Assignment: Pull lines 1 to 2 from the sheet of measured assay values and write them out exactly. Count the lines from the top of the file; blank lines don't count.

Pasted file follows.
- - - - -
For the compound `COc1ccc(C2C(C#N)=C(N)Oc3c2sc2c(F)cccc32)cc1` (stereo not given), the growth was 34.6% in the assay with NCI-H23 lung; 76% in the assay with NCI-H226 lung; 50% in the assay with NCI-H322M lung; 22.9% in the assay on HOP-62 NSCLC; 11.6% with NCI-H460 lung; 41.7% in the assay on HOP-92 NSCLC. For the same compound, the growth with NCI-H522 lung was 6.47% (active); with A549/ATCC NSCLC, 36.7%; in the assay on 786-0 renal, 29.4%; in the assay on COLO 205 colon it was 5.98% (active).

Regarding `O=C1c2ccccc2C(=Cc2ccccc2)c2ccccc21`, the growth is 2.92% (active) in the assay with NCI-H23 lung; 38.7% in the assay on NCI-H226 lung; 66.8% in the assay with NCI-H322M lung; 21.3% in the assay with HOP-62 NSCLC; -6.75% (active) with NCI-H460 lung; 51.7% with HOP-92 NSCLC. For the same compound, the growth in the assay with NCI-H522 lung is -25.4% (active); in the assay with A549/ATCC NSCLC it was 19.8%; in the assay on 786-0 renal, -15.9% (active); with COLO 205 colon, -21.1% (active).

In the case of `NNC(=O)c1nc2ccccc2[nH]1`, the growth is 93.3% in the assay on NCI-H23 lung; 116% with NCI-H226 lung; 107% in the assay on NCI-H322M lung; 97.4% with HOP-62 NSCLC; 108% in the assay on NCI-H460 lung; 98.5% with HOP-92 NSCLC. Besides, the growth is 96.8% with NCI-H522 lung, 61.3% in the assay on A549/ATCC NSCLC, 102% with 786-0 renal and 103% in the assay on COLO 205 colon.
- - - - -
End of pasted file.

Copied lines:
For the compound `COc1ccc(C2C(C#N)=C(N)Oc3c2sc2c(F)cccc32)cc1` (stereo not given), the growth was 34.6% in the assay with NCI-H23 lung; 76% in the assay with NCI-H226 lung; 50% in the assay with NCI-H322M lung; 22.9% in the assay on HOP-62 NSCLC; 11.6% with NCI-H460 lung; 41.7% in the assay on HOP-92 NSCLC. For the same compound, the growth with NCI-H522 lung was 6.47% (active); with A549/ATCC NSCLC, 36.7%; in the assay on 786-0 renal, 29.4%; in the assay on COLO 205 colon it was 5.98% (active).

Regarding `O=C1c2ccccc2C(=Cc2ccccc2)c2ccccc21`, the growth is 2.92% (active) in the assay with NCI-H23 lung; 38.7% in the assay on NCI-H226 lung; 66.8% in the assay with NCI-H322M lung; 21.3% in the assay with HOP-62 NSCLC; -6.75% (active) with NCI-H460 lung; 51.7% with HOP-92 NSCLC. For the same compound, the growth in the assay with NCI-H522 lung is -25.4% (active); in the assay with A549/ATCC NSCLC it was 19.8%; in the assay on 786-0 renal, -15.9% (active); with COLO 205 colon, -21.1% (active).